Computed radiography system modeling, simulation and optimization

Abstract : For over a century, film-based radiography has been used as a nondestructive testing technique for industrial inspections. With the advent of digital techniques in the medical domain, the NDT community is also considering alternative digital techniques. Computed Radiography (CR) is a cost-efficient and easy-to-implement replacement technique because it uses equipment very similar to film radiography. This technology uses flexible and reusable imaging plates (IP) as a detector to generate a latent image during x-ray exposure. With an optical scanning system, the latent image can be readout and digitized resulting in a direct digital image. CR is widely used in the medical field since it provides good performance at low energies. For industrial inspection, CR application is limited by its poor response to high energy radiation and the presence of scattering phenomena. To completely replace film radiography by such a system, its performance still needs to be improved by either finding more appropriate IPs or by optimizing operating conditions. Guidelines have been addressed in international standards to ensure a good image quality supplied by CR system, where metallic screens are recommended for the case of using high energy sources. However, the type and thickness of such a screen are not clearly defined and a large panel of possible configurations does exist. Simulation is a very useful tool to predict experimental outcomes and determine the optimal operating conditions. The Monte Carlo (MC) methods are widely accepted as the most accurate method to simulate radiation transport problems. It can give insight about physical phenomena, but due to its random nature, a large amount of computational time is required, especially for simulations involving complex geometries. Deterministic methods, on the other hand, can handle easily complex geometry, and are quite efficient. However, the estimation of scattering effects is more difficult with deterministic methods. In this thesis work, we have started with a Monte Carlo simulation study in order to investigate the physical phenomena involved in IP and in metallic screens at high energies. In particular we have studied separately the behavior of X-ray photons and electrons. Some experimental comparisons have been carried out at the European Synchrotron Radiation Facility. Then, we have proposed a hybrid simulation approach, combining the use of deterministic and Monte Carlo code, for simulating the imaging of complex shapes objects. This approach takes into account degradation introduced by X-ray scattering and fluorescence inside IP, as well as optical photons scattering during readout process. Different simulation configurations have been compared.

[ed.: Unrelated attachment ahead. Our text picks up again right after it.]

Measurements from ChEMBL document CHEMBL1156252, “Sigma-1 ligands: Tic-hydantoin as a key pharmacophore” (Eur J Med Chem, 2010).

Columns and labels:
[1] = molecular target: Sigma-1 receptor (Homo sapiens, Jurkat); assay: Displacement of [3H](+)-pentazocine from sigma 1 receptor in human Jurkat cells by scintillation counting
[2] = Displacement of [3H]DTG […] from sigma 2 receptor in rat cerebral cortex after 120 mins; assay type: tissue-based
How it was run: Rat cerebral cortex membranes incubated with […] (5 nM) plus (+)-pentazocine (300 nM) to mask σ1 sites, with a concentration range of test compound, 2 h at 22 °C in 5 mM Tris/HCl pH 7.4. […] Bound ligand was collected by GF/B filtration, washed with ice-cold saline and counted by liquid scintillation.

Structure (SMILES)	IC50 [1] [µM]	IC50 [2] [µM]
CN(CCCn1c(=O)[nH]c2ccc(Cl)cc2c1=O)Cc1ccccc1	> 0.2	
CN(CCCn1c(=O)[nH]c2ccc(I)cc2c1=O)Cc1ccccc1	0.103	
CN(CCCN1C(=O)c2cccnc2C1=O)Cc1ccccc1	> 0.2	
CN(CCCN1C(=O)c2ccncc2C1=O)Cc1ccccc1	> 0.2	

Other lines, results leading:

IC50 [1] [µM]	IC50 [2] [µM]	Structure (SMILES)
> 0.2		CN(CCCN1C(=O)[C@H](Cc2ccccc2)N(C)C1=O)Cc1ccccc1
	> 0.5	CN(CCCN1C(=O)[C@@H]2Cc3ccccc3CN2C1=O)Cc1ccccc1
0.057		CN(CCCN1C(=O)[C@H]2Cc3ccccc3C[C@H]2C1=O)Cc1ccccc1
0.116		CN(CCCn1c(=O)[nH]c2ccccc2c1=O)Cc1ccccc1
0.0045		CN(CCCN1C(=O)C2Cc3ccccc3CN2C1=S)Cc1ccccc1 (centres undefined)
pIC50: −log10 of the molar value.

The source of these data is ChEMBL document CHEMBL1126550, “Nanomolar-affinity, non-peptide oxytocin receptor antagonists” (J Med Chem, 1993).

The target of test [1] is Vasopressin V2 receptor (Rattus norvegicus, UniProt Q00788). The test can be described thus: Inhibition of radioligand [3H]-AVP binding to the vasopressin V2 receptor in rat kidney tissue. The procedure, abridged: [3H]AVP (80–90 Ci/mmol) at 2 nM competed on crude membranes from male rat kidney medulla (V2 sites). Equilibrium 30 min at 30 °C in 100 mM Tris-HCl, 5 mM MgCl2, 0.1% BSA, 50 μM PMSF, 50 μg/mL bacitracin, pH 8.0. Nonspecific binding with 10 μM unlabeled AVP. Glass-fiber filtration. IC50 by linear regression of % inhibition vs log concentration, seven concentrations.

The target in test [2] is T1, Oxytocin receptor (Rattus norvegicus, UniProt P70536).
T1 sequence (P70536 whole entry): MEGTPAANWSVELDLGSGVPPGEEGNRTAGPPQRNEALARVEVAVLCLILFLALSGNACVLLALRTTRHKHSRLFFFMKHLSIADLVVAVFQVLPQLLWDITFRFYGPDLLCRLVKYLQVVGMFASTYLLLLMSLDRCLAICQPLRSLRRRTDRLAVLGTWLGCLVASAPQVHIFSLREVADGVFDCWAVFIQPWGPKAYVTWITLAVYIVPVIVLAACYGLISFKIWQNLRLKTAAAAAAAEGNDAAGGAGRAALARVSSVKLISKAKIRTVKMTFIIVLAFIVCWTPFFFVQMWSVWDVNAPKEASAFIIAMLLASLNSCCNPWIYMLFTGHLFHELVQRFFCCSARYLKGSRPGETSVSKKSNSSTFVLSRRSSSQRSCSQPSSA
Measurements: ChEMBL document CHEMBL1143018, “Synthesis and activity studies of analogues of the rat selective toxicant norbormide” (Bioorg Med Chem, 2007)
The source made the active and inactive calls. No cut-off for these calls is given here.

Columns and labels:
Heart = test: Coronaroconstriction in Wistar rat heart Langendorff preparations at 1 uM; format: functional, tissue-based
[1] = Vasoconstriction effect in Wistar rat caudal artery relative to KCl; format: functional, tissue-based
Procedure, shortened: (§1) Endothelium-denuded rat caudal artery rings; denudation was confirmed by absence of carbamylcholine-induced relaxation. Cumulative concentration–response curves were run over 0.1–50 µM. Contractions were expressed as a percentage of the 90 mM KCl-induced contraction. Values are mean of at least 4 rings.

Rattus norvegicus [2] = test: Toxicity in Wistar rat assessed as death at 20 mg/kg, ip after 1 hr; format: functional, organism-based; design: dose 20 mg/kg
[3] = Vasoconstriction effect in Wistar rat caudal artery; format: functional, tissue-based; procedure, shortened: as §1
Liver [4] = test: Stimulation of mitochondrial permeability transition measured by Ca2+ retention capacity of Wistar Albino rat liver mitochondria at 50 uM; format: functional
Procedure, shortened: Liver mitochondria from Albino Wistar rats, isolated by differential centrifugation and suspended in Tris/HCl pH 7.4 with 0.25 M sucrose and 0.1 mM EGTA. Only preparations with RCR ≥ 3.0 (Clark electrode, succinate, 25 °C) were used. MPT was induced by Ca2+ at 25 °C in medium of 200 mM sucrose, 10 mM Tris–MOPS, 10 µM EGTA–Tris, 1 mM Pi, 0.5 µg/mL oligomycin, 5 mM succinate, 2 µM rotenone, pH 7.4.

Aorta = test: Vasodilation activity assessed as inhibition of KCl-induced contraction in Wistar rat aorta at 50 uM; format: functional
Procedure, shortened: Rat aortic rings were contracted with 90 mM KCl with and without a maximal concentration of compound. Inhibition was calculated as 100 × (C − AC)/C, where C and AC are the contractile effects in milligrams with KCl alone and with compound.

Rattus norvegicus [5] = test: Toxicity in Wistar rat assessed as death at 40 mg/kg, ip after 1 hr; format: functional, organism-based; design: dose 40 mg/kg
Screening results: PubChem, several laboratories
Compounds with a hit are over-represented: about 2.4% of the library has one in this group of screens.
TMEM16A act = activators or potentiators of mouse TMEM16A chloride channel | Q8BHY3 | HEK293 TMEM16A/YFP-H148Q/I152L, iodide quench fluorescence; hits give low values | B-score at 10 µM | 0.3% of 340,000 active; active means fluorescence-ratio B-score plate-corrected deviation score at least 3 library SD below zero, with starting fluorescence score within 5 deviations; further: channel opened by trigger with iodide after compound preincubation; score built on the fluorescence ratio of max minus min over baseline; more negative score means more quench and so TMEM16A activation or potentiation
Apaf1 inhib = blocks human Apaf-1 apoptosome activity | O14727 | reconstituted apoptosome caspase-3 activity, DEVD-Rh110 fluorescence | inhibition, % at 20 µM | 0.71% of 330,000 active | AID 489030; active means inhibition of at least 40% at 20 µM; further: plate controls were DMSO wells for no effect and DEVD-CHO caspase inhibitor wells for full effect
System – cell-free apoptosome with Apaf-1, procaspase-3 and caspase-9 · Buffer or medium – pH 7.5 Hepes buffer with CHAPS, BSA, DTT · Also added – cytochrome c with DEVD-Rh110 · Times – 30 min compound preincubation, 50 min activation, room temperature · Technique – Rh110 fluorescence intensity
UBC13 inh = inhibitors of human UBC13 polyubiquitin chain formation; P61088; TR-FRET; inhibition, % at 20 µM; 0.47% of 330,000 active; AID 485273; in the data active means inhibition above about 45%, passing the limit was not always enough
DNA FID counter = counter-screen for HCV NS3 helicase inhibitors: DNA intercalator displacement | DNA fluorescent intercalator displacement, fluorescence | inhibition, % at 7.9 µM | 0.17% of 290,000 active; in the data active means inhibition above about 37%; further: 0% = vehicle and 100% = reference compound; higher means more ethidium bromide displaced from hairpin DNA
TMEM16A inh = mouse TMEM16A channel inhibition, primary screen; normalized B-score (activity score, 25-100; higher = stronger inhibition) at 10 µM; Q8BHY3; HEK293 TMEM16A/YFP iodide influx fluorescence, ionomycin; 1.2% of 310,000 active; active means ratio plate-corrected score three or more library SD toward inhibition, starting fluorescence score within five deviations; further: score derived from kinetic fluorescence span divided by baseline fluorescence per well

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Min Yao. Computed radiography system modeling, simulation and optimization. Imaging. INSA de Lyon, 2014. English. ⟨NNT : 2014ISAL0128⟩. ⟨tel-01149072⟩

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